A private wheat board could work
The universe is unfolding as it should at the old Canadian Wheat Board, but the federal government isn’t doing a very good job explaining it.
When the Harper government ended the board’s monopoly on the sale of western-Canadian wheat and barley in 2012 amid much anger and resistance, it set up in its place an interim organization with a plan to privatize or dissolve it before 2017.
It would either survive as a viable grain-marketing company, or face an ignoble demise.
The possible privatization of CWB, as the new entity is now known, has raised questions about the fair disposition of assets, which include a building on Main Street in Winnipeg, as well as grain elevators, rail cars and ships. Ottawa also provided the new group with $350 million to help with transition costs.
A court has ruled CWB’s assets do not belong to the farmers who did business through the board and funded its operations, but a group loyal to the old organization wants to appeal that judgment to the Supreme Court of Canada.
The government’s strategic goal, according to grain analysts, is to give farmers more choice by boosting competition in the grain-marketing industry in Western Canada, which would undoubtedly be a good thing. The more buyers the better.
The new entity has only just begun the process of transforming itself into a private-sector grain-trading company, but it needs a partner to gain expertise, new markets and capital.
For obvious reasons, the government would prefer to sell to a company that is not active in western Canada today. Selling to an existing player would hardly increase competition.
The idea is sound, although the execution has left some critics a little nervous.
A Saskatchewan group called Farmers of North America says it has raised about $50 million towards the estimated sale price of about $300 million. The government rejected the overture without explanation, but Ottawa apparently doesn’t think it would add to the competitive environment in the region.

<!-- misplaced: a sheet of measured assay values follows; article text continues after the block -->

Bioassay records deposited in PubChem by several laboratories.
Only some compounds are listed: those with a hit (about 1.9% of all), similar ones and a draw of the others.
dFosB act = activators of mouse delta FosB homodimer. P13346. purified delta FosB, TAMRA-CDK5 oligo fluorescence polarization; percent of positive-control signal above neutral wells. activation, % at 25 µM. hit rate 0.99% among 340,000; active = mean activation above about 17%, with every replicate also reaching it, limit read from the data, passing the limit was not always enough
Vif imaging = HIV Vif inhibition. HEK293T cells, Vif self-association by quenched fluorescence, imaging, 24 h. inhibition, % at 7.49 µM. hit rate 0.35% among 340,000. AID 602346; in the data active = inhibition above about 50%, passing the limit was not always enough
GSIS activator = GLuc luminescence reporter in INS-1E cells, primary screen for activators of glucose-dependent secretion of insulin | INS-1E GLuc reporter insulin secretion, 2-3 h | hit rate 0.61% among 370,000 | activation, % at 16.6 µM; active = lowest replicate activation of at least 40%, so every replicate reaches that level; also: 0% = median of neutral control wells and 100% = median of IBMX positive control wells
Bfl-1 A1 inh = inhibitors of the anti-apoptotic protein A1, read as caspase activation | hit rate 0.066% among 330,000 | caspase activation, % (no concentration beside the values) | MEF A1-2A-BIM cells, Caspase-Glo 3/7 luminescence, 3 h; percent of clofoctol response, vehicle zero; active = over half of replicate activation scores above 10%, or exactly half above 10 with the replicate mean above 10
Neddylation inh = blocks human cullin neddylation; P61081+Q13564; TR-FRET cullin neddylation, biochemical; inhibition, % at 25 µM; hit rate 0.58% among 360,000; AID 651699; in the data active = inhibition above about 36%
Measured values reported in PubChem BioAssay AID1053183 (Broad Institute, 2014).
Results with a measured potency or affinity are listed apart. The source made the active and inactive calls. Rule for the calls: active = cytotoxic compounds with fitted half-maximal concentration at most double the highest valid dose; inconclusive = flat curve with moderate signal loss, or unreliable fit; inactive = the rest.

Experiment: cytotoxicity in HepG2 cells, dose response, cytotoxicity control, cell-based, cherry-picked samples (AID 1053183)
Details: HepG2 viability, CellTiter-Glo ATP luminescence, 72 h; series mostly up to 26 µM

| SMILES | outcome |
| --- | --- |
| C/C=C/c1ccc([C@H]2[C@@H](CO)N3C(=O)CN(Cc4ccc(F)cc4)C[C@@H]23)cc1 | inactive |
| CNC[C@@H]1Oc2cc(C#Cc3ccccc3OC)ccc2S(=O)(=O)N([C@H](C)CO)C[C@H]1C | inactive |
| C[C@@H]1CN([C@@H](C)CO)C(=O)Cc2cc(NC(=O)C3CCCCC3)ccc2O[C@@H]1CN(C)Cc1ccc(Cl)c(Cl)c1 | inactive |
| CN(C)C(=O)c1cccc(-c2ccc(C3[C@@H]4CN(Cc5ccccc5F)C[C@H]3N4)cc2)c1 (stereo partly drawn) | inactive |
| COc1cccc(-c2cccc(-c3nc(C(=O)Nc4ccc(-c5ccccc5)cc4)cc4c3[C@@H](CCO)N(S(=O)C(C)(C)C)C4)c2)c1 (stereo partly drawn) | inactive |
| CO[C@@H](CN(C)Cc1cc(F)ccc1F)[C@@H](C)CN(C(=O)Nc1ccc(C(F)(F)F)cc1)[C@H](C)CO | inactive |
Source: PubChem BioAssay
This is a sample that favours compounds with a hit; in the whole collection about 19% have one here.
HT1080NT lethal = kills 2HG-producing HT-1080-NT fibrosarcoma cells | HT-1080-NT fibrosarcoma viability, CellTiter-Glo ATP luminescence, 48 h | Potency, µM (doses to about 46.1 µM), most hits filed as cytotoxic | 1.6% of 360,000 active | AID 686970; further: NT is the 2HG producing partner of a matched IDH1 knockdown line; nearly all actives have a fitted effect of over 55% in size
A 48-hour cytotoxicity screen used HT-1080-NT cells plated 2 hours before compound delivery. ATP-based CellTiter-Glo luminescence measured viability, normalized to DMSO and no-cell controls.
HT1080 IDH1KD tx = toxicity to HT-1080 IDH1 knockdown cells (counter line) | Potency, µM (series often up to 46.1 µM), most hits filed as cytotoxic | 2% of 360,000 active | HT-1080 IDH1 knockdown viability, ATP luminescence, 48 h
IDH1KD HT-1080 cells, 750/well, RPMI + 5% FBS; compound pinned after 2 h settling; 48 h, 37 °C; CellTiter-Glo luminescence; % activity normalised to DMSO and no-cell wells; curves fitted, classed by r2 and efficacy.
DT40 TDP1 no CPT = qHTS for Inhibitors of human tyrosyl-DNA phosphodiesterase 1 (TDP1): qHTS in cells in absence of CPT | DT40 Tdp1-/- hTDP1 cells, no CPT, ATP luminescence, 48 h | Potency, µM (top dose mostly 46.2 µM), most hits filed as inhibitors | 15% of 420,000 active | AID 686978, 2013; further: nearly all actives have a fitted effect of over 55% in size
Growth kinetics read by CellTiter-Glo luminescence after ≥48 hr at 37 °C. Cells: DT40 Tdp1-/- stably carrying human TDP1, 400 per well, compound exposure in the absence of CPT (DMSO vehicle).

Speculation has since emerged that the preferred buyer is Archer Daniels Midland Company, a multi-billion-dollar Chicago-based food-processing conglomerate that currently has very little presence as a grain marketer in western Canada.
Critics, including Winnipeg NDP MP Pat Martin, say they are puzzled that all the money from the sale will remain with the CWB and its new owner, instead of the government or even farmers.
The government’s intent, however, is to help recapitalize the CWB, which has invested heavily in recent years in grain-handling infrastructure.
The book value of the CWB is unknown because the government refuses to release its financial statements for reasons of commercial confidentiality, but most of its assets are probably highly leveraged.
The government should disclose more information if a sale is ever achieved. It needs only to look at how the sale of Petro-Canada was handled as an example of complete transparency.
Federal legislation requires the new owner to give farmers an equity interest in the CWB, based on the volume of grain delivered. Any farmer who delivers grain against a CWB contract since 2013-14 is eligible to participate. And it won’t cost farmers anything to participate. CWB will continue to buy and sell their grain at market prices.
Agriculture Minister Gerry Ritz may have the best interests of farmers in mind in promoting competition, but he needs to provide a few more kernels of information so everyone can be comfortable with the outcome.
As usual, the Harper government suffers from its abysmal performance as a communicator.